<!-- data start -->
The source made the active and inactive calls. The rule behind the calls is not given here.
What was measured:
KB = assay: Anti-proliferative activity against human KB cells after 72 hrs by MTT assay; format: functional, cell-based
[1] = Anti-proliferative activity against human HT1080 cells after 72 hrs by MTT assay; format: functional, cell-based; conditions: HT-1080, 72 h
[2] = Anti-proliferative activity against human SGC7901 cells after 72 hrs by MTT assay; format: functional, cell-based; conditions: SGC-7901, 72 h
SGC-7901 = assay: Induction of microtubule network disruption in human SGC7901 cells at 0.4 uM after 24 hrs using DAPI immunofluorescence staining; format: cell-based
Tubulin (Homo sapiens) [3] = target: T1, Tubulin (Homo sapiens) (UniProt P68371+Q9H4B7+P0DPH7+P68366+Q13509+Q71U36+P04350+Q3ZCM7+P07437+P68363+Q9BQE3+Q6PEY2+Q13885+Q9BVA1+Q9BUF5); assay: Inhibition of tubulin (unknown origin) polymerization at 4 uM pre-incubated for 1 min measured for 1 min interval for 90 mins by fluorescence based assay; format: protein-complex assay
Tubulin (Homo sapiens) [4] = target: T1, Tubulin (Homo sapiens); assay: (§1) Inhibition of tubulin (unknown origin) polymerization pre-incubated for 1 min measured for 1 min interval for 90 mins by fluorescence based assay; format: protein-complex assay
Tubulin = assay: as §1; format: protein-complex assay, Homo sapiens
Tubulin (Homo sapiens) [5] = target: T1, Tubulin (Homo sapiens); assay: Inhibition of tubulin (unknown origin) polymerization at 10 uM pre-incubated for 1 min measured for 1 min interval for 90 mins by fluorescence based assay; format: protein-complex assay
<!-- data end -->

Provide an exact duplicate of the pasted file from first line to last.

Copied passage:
The source made the active and inactive calls. The rule behind the calls is not given here.
What was measured:
KB = assay: Anti-proliferative activity against human KB cells after 72 hrs by MTT assay; format: functional, cell-based
[1] = Anti-proliferative activity against human HT1080 cells after 72 hrs by MTT assay; format: functional, cell-based; conditions: HT-1080, 72 h
[2] = Anti-proliferative activity against human SGC7901 cells after 72 hrs by MTT assay; format: functional, cell-based; conditions: SGC-7901, 72 h
SGC-7901 = assay: Induction of microtubule network disruption in human SGC7901 cells at 0.4 uM after 24 hrs using DAPI immunofluorescence staining; format: cell-based
Tubulin (Homo sapiens) [3] = target: T1, Tubulin (Homo sapiens) (UniProt P68371+Q9H4B7+P0DPH7+P68366+Q13509+Q71U36+P04350+Q3ZCM7+P07437+P68363+Q9BQE3+Q6PEY2+Q13885+Q9BVA1+Q9BUF5); assay: Inhibition of tubulin (unknown origin) polymerization at 4 uM pre-incubated for 1 min measured for 1 min interval for 90 mins by fluorescence based assay; format: protein-complex assay
Tubulin (Homo sapiens) [4] = target: T1, Tubulin (Homo sapiens); assay: (§1) Inhibition of tubulin (unknown origin) polymerization pre-incubated for 1 min measured for 1 min interval for 90 mins by fluorescence based assay; format: protein-complex assay
Tubulin = assay: as §1; format: protein-complex assay, Homo sapiens
Tubulin (Homo sapiens) [5] = target: T1, Tubulin (Homo sapiens); assay: Inhibition of tubulin (unknown origin) polymerization at 10 uM pre-incubated for 1 min measured for 1 min interval for 90 mins by fluorescence based assay; format: protein-complex assay